Thursday, 29 March 2012
Manchester and the Transition Institute's first spin-out camp
Today saw the first of the Transition Institute spin-out camps that I chair. Hosted by Hempsons in its very comfortable Manchester solicitors' offices, we had a great day. Delegates were from local authorities, the voluntary sector, the cooperative movement and thought leaders in the field of new service provision. The purpose of the camp was to speak with delegates to give them knowledge and inspiration and to hear about their challenges and aspirations. We also wanted to make connections between the players in this fledgling market and vitally get detailed feedback on our latest research piece Commissioning and procurement with social value.
We were welcomed by Andrew Burnell, CEO of City Health Care Partnership, who quite rightly conveyed his sense of achievement in that 84% of his staff identified with the aims of the new organisation only ten months after its inception and, since it began trading in 2010, customer satisfaction in the service had risen 7% taking them into the high 90s. Andrew wondered if 100% satisfaction was possible and felt it was certainly something to aim for. If the feedback forms were anything to go by, he did a great job in convincing people that spinning out can achieve new standards in patient care and staff satisfaction.
We heard from Justine Andrew, Business Development Director at KPMG, who had a really clever fish-like graph that showed successful tenders are secured in the work you do before the tender is procured, in relationship building and getting to understand the customer needs. She explained the importance of giving your plans and claims the "so what?" test, and showed us her nine-point plan to spinning out, which I liked because it was not until step 8 that she recommended adopting a governance structure.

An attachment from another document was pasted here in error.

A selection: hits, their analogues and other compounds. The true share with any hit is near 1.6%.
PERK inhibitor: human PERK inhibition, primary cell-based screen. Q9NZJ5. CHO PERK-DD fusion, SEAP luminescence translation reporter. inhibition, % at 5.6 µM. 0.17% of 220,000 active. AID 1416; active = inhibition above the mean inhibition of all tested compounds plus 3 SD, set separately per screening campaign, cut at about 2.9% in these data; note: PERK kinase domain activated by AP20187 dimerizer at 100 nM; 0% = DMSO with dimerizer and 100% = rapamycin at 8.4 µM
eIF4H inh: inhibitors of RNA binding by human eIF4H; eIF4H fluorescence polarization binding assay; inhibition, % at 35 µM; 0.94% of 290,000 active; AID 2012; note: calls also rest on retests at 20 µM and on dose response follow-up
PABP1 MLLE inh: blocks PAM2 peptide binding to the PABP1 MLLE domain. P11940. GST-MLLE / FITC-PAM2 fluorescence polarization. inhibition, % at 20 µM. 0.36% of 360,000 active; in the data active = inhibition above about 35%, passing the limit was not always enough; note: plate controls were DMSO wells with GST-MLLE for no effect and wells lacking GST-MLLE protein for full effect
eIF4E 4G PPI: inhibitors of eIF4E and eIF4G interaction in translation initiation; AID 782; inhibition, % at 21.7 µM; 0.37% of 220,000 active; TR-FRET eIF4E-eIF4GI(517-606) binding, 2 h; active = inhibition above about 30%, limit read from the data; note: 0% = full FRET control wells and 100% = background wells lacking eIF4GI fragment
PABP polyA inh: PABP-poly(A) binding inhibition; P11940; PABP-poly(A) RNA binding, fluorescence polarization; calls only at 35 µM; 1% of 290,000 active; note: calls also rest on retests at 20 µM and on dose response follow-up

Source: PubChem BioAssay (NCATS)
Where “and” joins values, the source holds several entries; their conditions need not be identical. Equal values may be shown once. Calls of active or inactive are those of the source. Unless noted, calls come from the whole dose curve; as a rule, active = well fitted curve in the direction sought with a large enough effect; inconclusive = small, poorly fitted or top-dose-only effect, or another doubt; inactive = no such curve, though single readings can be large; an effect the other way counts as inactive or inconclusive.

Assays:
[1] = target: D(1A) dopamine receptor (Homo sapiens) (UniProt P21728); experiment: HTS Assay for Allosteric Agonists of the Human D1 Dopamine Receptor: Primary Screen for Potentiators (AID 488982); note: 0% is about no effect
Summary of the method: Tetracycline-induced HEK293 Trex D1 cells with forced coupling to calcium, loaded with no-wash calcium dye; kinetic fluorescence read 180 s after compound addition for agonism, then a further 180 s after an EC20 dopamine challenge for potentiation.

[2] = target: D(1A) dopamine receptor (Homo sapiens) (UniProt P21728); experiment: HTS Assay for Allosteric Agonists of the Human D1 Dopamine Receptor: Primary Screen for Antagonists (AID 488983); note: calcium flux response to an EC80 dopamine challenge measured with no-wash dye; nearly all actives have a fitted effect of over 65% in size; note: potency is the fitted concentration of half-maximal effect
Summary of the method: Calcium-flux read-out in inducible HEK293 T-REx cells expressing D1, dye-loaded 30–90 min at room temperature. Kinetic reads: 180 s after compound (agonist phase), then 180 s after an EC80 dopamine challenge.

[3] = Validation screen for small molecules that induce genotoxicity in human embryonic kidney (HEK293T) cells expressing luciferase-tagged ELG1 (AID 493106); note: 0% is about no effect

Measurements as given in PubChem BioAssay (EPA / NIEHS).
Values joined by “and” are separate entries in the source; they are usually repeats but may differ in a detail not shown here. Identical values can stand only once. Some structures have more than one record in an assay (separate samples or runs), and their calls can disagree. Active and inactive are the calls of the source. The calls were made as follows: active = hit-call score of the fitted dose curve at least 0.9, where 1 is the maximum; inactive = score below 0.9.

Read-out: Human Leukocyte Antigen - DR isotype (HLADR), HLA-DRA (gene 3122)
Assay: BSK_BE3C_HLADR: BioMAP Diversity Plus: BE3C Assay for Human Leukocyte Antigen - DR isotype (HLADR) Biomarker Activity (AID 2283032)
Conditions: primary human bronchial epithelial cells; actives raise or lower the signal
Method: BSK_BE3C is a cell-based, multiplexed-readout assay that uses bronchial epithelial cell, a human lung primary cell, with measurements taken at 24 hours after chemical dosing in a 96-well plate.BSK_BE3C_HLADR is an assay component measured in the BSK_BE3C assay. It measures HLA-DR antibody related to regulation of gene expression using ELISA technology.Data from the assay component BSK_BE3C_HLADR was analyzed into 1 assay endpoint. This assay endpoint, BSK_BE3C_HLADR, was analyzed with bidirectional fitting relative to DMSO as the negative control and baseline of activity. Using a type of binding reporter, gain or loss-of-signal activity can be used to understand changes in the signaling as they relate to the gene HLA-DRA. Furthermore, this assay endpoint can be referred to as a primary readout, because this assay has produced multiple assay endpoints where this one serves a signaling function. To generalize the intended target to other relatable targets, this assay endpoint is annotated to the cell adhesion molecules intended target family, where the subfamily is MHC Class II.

We then had Dan Gregory from Common Capital who did an hilarious presentation reporting his work on the analysis of innovation. His best illustration of vacuous innovation was a film called Live from The CenTre, which I have loaded in the video section here on the blog. It is well worth a look if you want a laugh and makes Dan's point well, which is: by all means innovate but not for its own sake. I particularly liked the hand-digging funeral directors and the social media for inanimate objects advocate.
Then Ian Hempseed, a partner at Hempsons, gave delegates some great advice about the legalities of spinning out. He had loads of questions to answer and offered some great practical information.
Finally the delegates broke into groups and gave us some thought-provoking and challenging feedback on our research sharing their perspective which we will be including into the research and drafting up before the next spin-out camp on 24 May in Leeds – contact the Transition Institute for details. I liked the question about social value: was it an issue for commissioners or consumers? After all do patients ever ask for increased social value? It's a good point, we need to think about that.